NOVEMBER 17, 2009

In two recent decisions, the U.S. Court of Appeals for the Fifth Circuit and the U.S. District Court for the Eastern District of Pennsylvania held that a debtor may prohibit secured creditors from credit bidding their debt at a sale of their collateral conducted under a plan of reorganization, provided that the plan of reorganization otherwise meets the "fair and equitable" standard articulated in section 1129(b)(2)(A) of the Bankruptcy Code (governing cramdown) with respect to such secured creditors.

In In re Philadelphia Newspapers, LLC,[1] the U.S. District Court for the Eastern District of Pennsylvania reversed a ruling of the Bankruptcy Court for the Eastern District of Pennsylvania denying approval of bid procedures for an auction sale of substantially all of the debtors' assets pursuant to the debtors' plan of reorganization that required that all bids be made in cash (i.e., no credit bids). The District Court's decision followed a decision by the U.S. Court of Appeals for the Fifth Circuit in In re Pacific Lumber Co.,[2] which confirmed a plan of reorganization that denied a group of secured noteholders their asserted right to credit bid at a private judicial sale of the secured noteholders' collateral.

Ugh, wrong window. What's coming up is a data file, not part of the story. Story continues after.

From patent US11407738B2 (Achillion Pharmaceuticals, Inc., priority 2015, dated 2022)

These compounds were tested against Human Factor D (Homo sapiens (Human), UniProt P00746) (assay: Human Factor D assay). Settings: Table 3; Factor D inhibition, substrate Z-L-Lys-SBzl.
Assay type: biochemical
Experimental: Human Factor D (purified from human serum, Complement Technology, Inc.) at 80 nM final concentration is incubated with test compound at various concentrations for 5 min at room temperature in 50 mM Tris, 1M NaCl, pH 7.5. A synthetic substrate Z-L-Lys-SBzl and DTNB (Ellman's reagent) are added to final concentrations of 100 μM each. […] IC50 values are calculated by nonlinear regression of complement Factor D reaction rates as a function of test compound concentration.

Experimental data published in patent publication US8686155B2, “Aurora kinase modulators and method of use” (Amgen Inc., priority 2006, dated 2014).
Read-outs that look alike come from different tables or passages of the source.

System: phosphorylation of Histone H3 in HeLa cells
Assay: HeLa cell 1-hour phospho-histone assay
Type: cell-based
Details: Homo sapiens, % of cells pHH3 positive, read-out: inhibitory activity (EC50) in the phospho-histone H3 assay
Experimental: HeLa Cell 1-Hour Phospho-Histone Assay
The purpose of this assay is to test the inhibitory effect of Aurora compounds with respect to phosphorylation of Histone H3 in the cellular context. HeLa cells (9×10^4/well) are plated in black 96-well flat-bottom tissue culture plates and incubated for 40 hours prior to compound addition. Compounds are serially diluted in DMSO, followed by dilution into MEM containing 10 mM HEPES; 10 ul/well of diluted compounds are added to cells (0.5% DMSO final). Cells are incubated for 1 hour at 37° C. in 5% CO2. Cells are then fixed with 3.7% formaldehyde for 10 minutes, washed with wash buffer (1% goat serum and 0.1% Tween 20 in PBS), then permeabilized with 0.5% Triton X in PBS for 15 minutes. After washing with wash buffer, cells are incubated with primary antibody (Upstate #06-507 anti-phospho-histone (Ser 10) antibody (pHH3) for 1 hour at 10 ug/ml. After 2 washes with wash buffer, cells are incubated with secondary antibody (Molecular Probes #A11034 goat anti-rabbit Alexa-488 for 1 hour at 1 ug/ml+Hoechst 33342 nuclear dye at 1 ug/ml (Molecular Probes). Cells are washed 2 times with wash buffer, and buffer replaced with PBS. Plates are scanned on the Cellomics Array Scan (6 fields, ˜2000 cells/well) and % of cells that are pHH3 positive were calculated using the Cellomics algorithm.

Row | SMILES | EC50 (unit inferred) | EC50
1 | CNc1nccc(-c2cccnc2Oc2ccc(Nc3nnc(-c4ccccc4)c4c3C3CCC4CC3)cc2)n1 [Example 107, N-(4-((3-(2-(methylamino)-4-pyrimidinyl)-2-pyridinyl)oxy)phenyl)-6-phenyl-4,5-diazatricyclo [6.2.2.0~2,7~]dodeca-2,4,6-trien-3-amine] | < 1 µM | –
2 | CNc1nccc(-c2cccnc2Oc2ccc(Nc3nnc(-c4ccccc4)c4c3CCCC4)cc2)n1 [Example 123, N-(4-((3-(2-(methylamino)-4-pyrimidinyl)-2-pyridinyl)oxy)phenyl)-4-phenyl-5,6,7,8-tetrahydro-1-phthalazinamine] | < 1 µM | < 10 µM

Background

Credit bidding, which has been used with increasing frequency as a tool for secured creditors to obtain possession of their collateral rather than receive the proceeds of a sale for consideration that they view as inadequate, allows a secured creditor to set off sums owed to such secured creditor as a bid in certain sales of property of a debtor's estate. Sales of property of the estate outside of the ordinary course of the debtor's business may be conducted pursuant to section 363(b) of the Bankruptcy Code or pursuant to a plan of reorganization. While section 363(k) of the Bankruptcy Code expressly authorizes credit bidding in sales conducted pursuant to section 363(b), the Bankruptcy Code does not expressly require that a secured creditor be granted, in all circumstances, the right to credit bid for property of the estate being sold pursuant to a plan.

To be confirmed, a plan of reorganization that has not been accepted by a class of claimants entitled to vote on such plan must demonstrate, among other things, that the plan is "fair and equitable" with respect to any dissenting class. Section 1129(b)(2)(A) of the Bankruptcy Code sets forth three methods by which a plan may be deemed "fair and equitable" with respect to a class of secured claims. First, the holders of secured claims may retain their liens securing their allowed claims and receive a right to deferred payments having a present value equal to the value of their collateral; second, the collateral may be sold free and clear of the liens, with the liens attaching to the proceeds of such sale, so long as the secured creditor is permitted to credit bid (as provided in section 363(k)); and third, the plan may provide for the secured creditors to receive the "indubitable equivalent" of their secured claims (generally meaning substituted value such that the secured creditor receives the benefit of its bargain).